14 that large-scale, state-run systems such as state prekindergarten and child care assistance programs can integrate and deliver CSAs to improve outcomes for both children and parents. Nationally, The ASSET (Assets, Savings, Support, Education, and Training) Initiative is a collaborative effort within the Administration for Children and Families (ACF) agencies to integrate individual development accounts, debt into existing programs, including Head Start. 46 CFED is working with ACF on the implementation of a partnership to help local grantees integrate asset-building products and services into their programs. Protect family economic gains through continuity and bundling of supports. lose economic supports well before they the cliff effect (see box), even a modest rise in family income can lead to a major child care or other work supports often far exceeds wage increases. Often several agencies come together to offer a bundle of services for vulnerable children and families. For example, the Atlanta Civic Site has created a seamless partnership with Sheltering Arms - Educare Atlanta, Dunbar Elementary School, and The Center for Working Families, Inc. 47 Sandra S. Smith, University of California, Berkeley, at the Aspen Institute Forum on Innovations in Early Childhood, 2013 The Center for Working Families provides education and workforce development services for parents and also has a contract with the Georgia Department of Human Sheltering Arms. Sheltering Arms is a part of the Educare school network, which offers high-quality early childhood development and education for at-risk children from birth 48 Sheltering Arms augments the state s child care funds with Early Head Start, Head Start, Georgia Pre-K, and other funding sources to offer full-day, year-round programming; provide comprehensive services (e.g., family support workers); and smooth over gaps in subsidy eligibility when possible. 49 The Annie E. Casey Foundation provides core funding for the Atlanta Civic Site. Build education and social capital throughout housing transitions. In 2010, more than one million school-age children started the school year without a stable home, 50 and half the children who spent time in homeless shelters were under the 14 percent of all U.S. families with children, are disproportionately represented among homeless families with children; they constitute approximately 39 percent of all sheltered homeless families. 51 Early childhood programs as part of homeless services can provide both respite to parents and normalcy to the lives of children. Horizons for Homeless Children in Massachusetts partners with shelters across the state to offer on-site developmental play. In Boston shelters, the group also provides high-quality early education through three nationally accredited Community Children s Centers for children whose parents are participating in life and job skills training. The centers receive some support through public funds and child care vouchers, but the majority of funding is from private resources. The staff uses the Center for Social and Emotional Foundations for Early Learning approach both in children s classrooms and in parent trainings to encourage parents support of their children s social and emotional development. Our homeless parents don t have a lot of control over their lives, says Andrea Urbano, senior director of training and professional development at Horizons. a point to notice everything the parent 14 Gateways to Two Generations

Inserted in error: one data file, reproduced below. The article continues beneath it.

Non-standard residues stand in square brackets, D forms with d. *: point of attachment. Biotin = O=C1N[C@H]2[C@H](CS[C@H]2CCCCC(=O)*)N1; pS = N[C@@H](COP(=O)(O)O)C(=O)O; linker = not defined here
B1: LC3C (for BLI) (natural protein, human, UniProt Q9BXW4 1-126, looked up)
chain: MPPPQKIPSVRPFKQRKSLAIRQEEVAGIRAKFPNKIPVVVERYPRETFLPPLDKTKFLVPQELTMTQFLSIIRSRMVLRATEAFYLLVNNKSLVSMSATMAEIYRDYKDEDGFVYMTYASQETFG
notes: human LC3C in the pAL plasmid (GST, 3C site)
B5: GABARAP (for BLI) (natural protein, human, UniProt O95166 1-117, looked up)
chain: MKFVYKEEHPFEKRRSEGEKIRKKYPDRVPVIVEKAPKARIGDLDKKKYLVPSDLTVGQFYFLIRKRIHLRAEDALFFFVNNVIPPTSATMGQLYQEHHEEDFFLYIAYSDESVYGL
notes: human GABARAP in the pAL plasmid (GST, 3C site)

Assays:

15 has done right in getting their child ready that morning, including dressing them in a sweater on a cold day. They need to know everything they do makes a difference for their child. SOCIAL CAPITAL Evidence of Impact: Social capital the network of people and institutions upon which a family can rely is a critical contributor to the well-being of children and their parents. Social capital can be generated within family relationships and through family engagement in schools, religious institutions, and other community networks. Higher levels of emotional support in mothers lives are linked with positive child outcome measures, such as better social competence and engagement in schooling, 52 whereas social isolation is associated with elevated rates of abuse and neglect. 53 Ascend Fellow Dr. Mario Small of the University of Chicago found early childhood programs that required or encouraged parents to participate in activities together led to opportunities for parents to form connections that often led to stronger long-term friendships. 54 For from the advice of other mothers they encounter at sites; as a result, they can more effectively navigate hardships and economic supports. 55 Tameka Henry, mother and board member of the National Head Start Association, at the Aspen ThinkXChange, 2012 Mother-child relationships are also an important piece of social capital, even before the child is born. The physical and mental health of the mother has an impact on child development, and expectant mothers who are more prepared and calm tend to have better birth outcomes. 56 Continuous emotional support provided to mothers during pregnancy, labor, and after birth is linked to better labor outcomes and enhanced mother-child bonding in the perinatal stage (e.g., better maternal sensitivity to the infant). 57 Need: Currently, 11 percent of children (7.9 million) live in Census tracts with concentrated poverty (up from 9 percent in 2006). 58 Living in communities of concentrated poverty is associated with reduced maternal warmth and quality of home environment, and family poverty is associated with weaker social networks of support. 59 Low-income mothers suffer disproportionately from depression, 60 which can reduce the capacity of parents to cope and to form positive relationships and SOCIAL CAPITAL Social capital is a critical component of the two-generation approach, and new research has begun to identify both the pathways and barriers to using social capital as a means of achieving economic mobility. According to Ascend Fellow Dr. Mario Small of the University of Chicago, social capital can be split into two distinct types: social capital on the broader level of American society and social capital at the level of the individual. Two-generation work focuses on the latter, a large part of which revolves around the resources one gains by being in a social network. Information, social supports, and reinforcement of common norms are three critical areas where social capital can impact the individual. Each of these three areas can include bridging and bonding social capital mechanisms. According to Dr. Small, bonding social capital provides social support and norms reinforcement, or the connections to people who are like us. Bridging social capital provides access to information and resources from sources who are not part of our circle. While bonding social capital is considered good for maintenance of one s current life, bridging social capital helps people move up the income ladder. of social networks. An examination of persistent joblessness among low-income African-Americans revealed that more than 80 percent expressed distrust with their social networks. This led to a reluctance to help others in their job searches. An Ascend at the Aspen Institute Publication 15